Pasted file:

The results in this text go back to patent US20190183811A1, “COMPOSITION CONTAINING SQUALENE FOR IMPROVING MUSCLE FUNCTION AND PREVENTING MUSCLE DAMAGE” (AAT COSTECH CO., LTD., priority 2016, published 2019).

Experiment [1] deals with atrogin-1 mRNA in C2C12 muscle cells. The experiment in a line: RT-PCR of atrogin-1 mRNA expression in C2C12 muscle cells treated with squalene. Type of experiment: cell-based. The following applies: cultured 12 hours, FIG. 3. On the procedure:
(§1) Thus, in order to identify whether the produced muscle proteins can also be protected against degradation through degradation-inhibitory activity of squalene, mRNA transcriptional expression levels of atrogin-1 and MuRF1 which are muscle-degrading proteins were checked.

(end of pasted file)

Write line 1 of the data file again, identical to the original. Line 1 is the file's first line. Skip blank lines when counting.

The results in this text go back to patent US20190183811A1, “COMPOSITION CONTAINING SQUALENE FOR IMPROVING MUSCLE FUNCTION AND PREVENTING MUSCLE DAMAGE” (AAT COSTECH CO., LTD., priority 2016, published 2019).